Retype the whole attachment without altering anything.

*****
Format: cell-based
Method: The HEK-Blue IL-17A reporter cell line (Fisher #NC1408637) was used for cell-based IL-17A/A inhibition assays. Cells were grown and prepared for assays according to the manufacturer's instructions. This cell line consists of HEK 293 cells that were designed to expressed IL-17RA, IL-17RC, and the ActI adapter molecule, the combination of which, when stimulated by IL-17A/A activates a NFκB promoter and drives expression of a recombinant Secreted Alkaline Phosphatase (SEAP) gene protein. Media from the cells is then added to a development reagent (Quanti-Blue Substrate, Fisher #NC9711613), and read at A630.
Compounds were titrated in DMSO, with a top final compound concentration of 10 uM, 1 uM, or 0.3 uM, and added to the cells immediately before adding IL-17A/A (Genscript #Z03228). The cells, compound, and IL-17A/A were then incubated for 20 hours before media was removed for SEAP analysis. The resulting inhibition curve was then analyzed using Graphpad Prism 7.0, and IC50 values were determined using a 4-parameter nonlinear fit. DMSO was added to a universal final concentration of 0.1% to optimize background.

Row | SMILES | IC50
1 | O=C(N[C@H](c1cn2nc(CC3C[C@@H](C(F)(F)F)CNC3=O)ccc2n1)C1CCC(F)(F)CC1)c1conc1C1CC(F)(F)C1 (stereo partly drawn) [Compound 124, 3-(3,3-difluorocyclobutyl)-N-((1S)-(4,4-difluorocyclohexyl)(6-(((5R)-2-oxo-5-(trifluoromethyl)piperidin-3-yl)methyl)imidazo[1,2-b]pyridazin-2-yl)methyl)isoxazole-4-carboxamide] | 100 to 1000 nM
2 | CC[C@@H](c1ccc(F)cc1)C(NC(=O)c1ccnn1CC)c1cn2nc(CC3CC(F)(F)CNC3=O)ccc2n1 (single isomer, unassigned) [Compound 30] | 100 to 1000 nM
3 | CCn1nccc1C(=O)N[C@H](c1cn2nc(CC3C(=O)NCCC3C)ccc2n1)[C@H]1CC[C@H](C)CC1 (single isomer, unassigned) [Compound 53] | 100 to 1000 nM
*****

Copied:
Format: cell-based
Method: The HEK-Blue IL-17A reporter cell line (Fisher #NC1408637) was used for cell-based IL-17A/A inhibition assays. Cells were grown and prepared for assays according to the manufacturer's instructions. This cell line consists of HEK 293 cells that were designed to expressed IL-17RA, IL-17RC, and the ActI adapter molecule, the combination of which, when stimulated by IL-17A/A activates a NFκB promoter and drives expression of a recombinant Secreted Alkaline Phosphatase (SEAP) gene protein. Media from the cells is then added to a development reagent (Quanti-Blue Substrate, Fisher #NC9711613), and read at A630.
Compounds were titrated in DMSO, with a top final compound concentration of 10 uM, 1 uM, or 0.3 uM, and added to the cells immediately before adding IL-17A/A (Genscript #Z03228). The cells, compound, and IL-17A/A were then incubated for 20 hours before media was removed for SEAP analysis. The resulting inhibition curve was then analyzed using Graphpad Prism 7.0, and IC50 values were determined using a 4-parameter nonlinear fit. DMSO was added to a universal final concentration of 0.1% to optimize background.

Row | SMILES | IC50
1 | O=C(N[C@H](c1cn2nc(CC3C[C@@H](C(F)(F)F)CNC3=O)ccc2n1)C1CCC(F)(F)CC1)c1conc1C1CC(F)(F)C1 (stereo partly drawn) [Compound 124, 3-(3,3-difluorocyclobutyl)-N-((1S)-(4,4-difluorocyclohexyl)(6-(((5R)-2-oxo-5-(trifluoromethyl)piperidin-3-yl)methyl)imidazo[1,2-b]pyridazin-2-yl)methyl)isoxazole-4-carboxamide] | 100 to 1000 nM
2 | CC[C@@H](c1ccc(F)cc1)C(NC(=O)c1ccnn1CC)c1cn2nc(CC3CC(F)(F)CNC3=O)ccc2n1 (single isomer, unassigned) [Compound 30] | 100 to 1000 nM
3 | CCn1nccc1C(=O)N[C@H](c1cn2nc(CC3C(=O)NCCC3C)ccc2n1)[C@H]1CC[C@H](C)CC1 (single isomer, unassigned) [Compound 53] | 100 to 1000 nM